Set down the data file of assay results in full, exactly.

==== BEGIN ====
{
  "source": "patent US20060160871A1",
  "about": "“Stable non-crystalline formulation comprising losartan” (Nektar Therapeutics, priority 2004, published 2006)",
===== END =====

{
  "source": "patent US20060160871A1",
  "about": "“Stable non-crystalline formulation comprising losartan” (Nektar Therapeutics, priority 2004, published 2006)",